After this the analysis veers off into the usual free-floating stuff about Australia’s dark colonial past recapitulating itself in an undifferentiated way. The constant conflation by Mitropoulos of ordinary people in civil society (Some of them? Most of them?) with the actions of the state and its political class is telling. It reaches fever pitch with the claim that “Operation Sovereign Borders is the Cronulla riots by other means”. Similarly the playing up of a tiny minority of openly far Right members of the Navy seems to be designed to enforce this impression of out-of-control racism in society driving border policy. The same downplaying of the political logic of the border regime is also reflected in how the paper both recognises how the state shifts blame from itself by subcontracting to private providers and advocates a strategy to attack those providers at least as much (perhaps more) than the state itself. i.e. “Look, the government is shifting the blame! Let’s target the people the government is shifting the blame onto!”
Mitropoulos fudges the question of the alleged electoral benefits of border policies (see here for my summary of the evidence) and basically writes off the possibility of building a movement based on social forces within Australia by damning such an approach as unable to break the current political deadlock (which, reading not very much between the lines, is a statement about an electorate hopelessly caught up in racialised beliefs).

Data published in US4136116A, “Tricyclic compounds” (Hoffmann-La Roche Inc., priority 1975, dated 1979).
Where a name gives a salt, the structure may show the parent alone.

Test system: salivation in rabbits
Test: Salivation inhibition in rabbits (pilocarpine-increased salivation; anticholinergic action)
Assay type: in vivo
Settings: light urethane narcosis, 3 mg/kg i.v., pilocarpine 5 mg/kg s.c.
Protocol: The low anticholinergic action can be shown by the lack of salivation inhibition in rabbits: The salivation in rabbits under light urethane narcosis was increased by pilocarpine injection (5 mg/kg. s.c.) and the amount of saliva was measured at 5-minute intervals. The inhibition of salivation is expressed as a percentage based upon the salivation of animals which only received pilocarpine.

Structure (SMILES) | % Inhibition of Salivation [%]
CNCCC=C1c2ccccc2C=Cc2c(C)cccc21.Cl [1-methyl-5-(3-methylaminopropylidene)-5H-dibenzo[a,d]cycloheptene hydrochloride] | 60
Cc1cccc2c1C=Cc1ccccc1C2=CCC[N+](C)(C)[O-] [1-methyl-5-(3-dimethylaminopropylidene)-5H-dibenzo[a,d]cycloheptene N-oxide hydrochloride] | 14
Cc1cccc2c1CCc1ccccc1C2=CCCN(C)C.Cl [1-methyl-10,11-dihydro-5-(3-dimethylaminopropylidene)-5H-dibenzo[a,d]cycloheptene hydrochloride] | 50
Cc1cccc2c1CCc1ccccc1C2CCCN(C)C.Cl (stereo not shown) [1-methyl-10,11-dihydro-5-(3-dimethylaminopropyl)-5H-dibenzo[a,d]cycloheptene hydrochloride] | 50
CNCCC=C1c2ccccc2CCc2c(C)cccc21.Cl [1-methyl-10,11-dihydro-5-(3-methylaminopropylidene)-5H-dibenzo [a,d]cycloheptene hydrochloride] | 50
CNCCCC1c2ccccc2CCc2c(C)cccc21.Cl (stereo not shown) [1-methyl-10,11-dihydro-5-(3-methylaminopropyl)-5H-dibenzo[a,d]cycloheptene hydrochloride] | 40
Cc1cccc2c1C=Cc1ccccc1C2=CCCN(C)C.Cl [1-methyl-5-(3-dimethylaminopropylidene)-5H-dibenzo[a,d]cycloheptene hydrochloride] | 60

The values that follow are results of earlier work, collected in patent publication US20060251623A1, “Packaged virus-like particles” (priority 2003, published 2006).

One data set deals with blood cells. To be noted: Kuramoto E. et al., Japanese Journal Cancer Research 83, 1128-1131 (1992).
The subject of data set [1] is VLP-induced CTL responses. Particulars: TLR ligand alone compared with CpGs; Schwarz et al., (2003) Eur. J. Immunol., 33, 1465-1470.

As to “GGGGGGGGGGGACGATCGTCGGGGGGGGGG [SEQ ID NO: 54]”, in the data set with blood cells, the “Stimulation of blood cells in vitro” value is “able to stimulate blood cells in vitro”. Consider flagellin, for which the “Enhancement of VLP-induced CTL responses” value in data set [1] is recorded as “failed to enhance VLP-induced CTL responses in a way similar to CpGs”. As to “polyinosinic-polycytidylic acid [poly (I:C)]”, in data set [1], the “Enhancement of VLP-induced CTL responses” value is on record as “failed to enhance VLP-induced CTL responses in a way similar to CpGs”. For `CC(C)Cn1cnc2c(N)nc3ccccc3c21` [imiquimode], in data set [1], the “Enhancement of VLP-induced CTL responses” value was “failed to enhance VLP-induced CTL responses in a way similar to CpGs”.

She argues: “Breaking with the downward spiral of border politics requires stepping outside the presumptuousness and anxious reiterations of colonial sovereignty and acknowledging the ways in which the operations and development of border controls function within a global system.” Yet this seems to mean not challenging those notions of sovereignty in the domestic debate, because XBorderOps appears singularly uninterested in actually rebutting Abbott’s arguments around this, which are the centre of his political sales pitch. You may notice that Abbott isn’t even mentioned in the working paper and Morrison’s importance seems to mainly be that he is the “member for Cronulla”. For a much more convincing view on the “national sovereignty” question, this post by The Piping Shrike is essential. The shift to a “global” angle and a call for sanctions against Australia also seems to me to represent a retreat from grasping the fundamentally domestic logic of immigration and border policy.
Mitropoulous has little to say about the Australian state and government, except as part of a complicated and decentred causal web. Yet there is no question that any kind of strategy that could change this policy — even one that started with disrupting “supply chains” — would need to take those centres of power head on. Indeed, the government’s reaction to the Transfield boycott tells us that will be sooner rather than later. I’m curious to know what xBorderOps has to say about how to deal with that.